I was in the breakroom at work when I came across a warning contained in a Smoke Free Indy flier:
Secondhand and Thirdhand smoke is common in multi-unit housing, the toxins of tobacco and nicotine can be left behind in vents, walls and floors. This can lead to serious health issues such as, (sic) lung cancer, heart disease and complications with asthma. Exposure to smoke and the toxins left behind not only affect the user but also their neighbors as smoke travels through cracks, doorways and vents.
The flier then asks people to share "their experiences and thoughts regarding second-hand and third-hand smoke exposure in multi-unit housing" by taking an anonymous survey. It is clear that Smoke Free Indy's next target is to outlaw smoking in private apartments.
In participating in the survey, Smoke Free Indy insists you accept as established fact that second and third-hand smoke (what is third-hand smoke?) has terrible health consequences. But that is a lie. The dangers of secondhand smoking have never been established.
Several years ago, I with co-counsel Mark Small, represented several establishments in an effort to overturn Indianapolis' ban on smoking in bars. (It should be noted that casinos and cigar bars were inexplicably exempt from the ban despite the supposed dangers being exactly the same.) In that role, Mark and I became very knowledgeable about the studies done regarding the health effects of secondhand smoke.
In determining whether something causes health problems, epidemiologists review studies and develop something called a "risk factor" that has a basis of 1. If a review of the studies indicates a risk factor below 1, that means there is a negative association between thing being studied and health consequences. If it is above 1, that means there is a positive association. But as epidemiologists will tell you, association is not the same thing as causation. There may be a number of reasons for a positive association. To establish causation, epidemiologists require that the risk factor be 1.95 or more.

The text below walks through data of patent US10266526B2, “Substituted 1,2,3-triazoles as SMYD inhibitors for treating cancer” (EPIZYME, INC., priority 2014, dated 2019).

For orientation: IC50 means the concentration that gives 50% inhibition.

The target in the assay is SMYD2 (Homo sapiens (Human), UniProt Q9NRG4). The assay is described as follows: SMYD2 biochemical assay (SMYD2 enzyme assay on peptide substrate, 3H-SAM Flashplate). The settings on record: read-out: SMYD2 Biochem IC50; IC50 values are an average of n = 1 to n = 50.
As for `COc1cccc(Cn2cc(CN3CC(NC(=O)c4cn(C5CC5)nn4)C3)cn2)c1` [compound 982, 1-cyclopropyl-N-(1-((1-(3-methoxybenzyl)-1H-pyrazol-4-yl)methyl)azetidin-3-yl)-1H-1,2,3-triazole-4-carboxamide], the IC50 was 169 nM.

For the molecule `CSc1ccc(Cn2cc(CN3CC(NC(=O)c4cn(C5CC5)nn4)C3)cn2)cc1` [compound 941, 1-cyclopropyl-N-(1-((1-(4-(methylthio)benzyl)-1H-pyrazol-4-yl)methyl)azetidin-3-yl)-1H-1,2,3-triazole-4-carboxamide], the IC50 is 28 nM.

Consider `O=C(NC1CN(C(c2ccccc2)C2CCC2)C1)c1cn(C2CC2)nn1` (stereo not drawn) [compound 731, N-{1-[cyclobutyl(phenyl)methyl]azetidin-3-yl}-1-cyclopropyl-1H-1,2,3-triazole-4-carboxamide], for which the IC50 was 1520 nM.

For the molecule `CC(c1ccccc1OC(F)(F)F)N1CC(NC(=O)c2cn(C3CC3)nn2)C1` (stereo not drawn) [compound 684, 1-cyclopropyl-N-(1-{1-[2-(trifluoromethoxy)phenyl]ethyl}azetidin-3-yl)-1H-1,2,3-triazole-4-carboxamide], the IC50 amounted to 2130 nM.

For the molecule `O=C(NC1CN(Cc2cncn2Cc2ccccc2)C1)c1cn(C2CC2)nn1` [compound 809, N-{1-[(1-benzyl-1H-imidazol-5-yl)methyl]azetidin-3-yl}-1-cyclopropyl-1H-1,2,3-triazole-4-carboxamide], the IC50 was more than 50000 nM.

The risk factor between second-hand smoking and cancer and/or heart disease is about 1.3, a very weak association. Even that 1.3 level was only accomplished by epidemiologists putting their finger on the scale by omitting from consideration several legitimate second-hand smoke studies that showed a much lower association than 1.3. One very credible study that was not included even showed a negative association.
For comparison purposes, directly smoking cigarettes carries a risk factor of about 10. Causation is clearly established.
Don't get me wrong. I detest smoking. It's a nasty habit and I always prefer establishments that choose not to allow it. But to say my health is threatened by second-hand smoke? Well, that's just a lie. Scientific studies have never shown that.